Norris's Handprinter.org idea for positive impacts reinforced by new exhibit
Last week BBC News published the first results from a year-long project launched at London’s Science Museum in March, 2013. The study found that people were more likely to take positive steps towards reducing climate change when presented with action steps in game form rather than in the midst of a deluge of gloomy facts and figures.
Project consultant Paula Owen created a series of modified games for the exhibit, including “Play Your Eco-Cards Right” and “Eco-Snakes and Ladders.” She found that over 50% of the players pledged to make changes in their behavior in order to improve the environment. Owen hopes to broaden the reach of the project throughout Great Britain with a free games app and “behavioral change tool” to be released soon.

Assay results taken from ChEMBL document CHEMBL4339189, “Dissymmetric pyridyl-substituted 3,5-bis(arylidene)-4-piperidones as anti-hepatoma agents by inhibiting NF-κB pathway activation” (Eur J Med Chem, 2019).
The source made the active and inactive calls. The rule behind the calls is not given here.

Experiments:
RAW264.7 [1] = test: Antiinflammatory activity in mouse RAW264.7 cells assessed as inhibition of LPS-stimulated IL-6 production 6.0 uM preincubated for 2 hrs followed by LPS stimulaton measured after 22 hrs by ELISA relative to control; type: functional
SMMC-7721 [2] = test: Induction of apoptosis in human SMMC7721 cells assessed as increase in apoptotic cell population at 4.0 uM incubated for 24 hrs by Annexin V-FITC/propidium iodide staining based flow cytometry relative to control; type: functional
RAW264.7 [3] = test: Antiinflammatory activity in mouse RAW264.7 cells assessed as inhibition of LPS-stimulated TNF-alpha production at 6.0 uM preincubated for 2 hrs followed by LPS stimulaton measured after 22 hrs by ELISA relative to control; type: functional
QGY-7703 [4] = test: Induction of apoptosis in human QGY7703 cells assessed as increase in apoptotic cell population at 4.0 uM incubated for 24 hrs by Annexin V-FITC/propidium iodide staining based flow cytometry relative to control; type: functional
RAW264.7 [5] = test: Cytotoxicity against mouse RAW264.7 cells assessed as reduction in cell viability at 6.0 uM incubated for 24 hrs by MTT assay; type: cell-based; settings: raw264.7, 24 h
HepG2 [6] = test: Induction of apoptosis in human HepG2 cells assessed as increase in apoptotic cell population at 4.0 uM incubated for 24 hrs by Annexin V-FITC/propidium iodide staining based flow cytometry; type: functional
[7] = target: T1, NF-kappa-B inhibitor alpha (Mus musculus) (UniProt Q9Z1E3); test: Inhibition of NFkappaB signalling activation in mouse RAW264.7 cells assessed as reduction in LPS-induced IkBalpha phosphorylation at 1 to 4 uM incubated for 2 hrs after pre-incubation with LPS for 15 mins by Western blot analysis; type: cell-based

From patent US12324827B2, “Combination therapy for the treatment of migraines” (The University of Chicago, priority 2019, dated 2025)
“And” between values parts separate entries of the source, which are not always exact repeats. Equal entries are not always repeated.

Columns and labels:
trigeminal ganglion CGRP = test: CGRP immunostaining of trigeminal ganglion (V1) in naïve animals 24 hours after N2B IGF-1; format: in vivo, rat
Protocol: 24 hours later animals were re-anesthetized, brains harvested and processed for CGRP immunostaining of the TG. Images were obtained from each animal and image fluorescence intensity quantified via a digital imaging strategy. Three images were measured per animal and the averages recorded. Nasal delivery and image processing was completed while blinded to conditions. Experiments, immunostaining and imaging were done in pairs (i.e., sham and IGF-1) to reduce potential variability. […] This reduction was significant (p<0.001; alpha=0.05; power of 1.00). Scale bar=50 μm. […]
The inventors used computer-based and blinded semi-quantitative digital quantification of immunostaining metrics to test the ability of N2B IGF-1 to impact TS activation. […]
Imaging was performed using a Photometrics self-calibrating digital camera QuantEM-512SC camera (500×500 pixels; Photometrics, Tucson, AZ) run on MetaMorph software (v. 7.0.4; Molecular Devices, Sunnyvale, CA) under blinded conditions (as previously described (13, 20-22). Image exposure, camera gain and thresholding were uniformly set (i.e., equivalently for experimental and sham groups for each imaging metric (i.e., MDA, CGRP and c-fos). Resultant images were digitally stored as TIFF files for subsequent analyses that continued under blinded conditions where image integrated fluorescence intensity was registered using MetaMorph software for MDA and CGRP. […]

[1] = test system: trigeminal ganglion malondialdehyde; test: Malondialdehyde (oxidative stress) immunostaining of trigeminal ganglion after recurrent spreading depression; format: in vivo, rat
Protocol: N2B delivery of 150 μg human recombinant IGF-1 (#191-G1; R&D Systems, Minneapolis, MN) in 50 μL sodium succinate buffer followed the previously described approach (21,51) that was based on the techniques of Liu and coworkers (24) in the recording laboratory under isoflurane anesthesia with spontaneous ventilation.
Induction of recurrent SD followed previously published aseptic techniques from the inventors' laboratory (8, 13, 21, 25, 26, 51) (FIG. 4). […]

Owen’s results confirms the findings of Gregory Norris, lecturer at the Harvard School of Public Health and founder of Handprints, which was number 3 on Time’s 2012 list of “10 Ideas That Are Changing Your Life.” Norris had discovered that after calculating their carbon footprints his students often expressed the opinion that the planet would be better off if they had not been born. They were simply overwhelmed by too much bad news. You can read the full article here.
Norris determined that what was missing was the notion that each person CAN make a positive contribution to the planet. To make these benefits as tangible as footprints, Norris developed the concept of “Handprints,” and set up a website handprinter.org with an app in beta which lets you calculate your handprint and pledge ways you intend to enlarge it. [While you want your footprint to get smaller, you want your handprint to grow.] You then share the action through your social media network. As friends make the same pledge, your handprint increases.